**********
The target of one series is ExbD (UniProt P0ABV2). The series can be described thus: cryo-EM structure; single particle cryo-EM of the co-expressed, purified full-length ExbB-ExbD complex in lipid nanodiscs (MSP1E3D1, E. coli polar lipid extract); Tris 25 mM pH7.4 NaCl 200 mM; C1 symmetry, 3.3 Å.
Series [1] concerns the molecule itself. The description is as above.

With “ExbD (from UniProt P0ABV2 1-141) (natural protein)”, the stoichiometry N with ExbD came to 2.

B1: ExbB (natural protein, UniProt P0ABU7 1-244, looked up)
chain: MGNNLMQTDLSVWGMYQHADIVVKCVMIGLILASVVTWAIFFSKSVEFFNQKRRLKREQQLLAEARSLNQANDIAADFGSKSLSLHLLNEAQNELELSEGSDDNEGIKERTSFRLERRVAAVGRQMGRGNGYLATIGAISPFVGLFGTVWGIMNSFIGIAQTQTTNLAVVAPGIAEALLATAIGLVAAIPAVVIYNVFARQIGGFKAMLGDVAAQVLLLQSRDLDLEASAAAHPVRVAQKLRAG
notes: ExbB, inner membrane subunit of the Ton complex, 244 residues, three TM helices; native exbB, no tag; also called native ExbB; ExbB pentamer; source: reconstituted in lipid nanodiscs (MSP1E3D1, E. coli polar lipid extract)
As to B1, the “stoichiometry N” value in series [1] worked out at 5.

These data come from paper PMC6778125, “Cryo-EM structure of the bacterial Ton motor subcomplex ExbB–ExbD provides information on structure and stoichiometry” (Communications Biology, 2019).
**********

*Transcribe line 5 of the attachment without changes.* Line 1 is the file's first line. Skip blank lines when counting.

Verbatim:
chain: MGNNLMQTDLSVWGMYQHADIVVKCVMIGLILASVVTWAIFFSKSVEFFNQKRRLKREQQLLAEARSLNQANDIAADFGSKSLSLHLLNEAQNELELSEGSDDNEGIKERTSFRLERRVAAVGRQMGRGNGYLATIGAISPFVGLFGTVWGIMNSFIGIAQTQTTNLAVVAPGIAEALLATAIGLVAAIPAVVIYNVFARQIGGFKAMLGDVAAQVLLLQSRDLDLEASAAAHPVRVAQKLRAG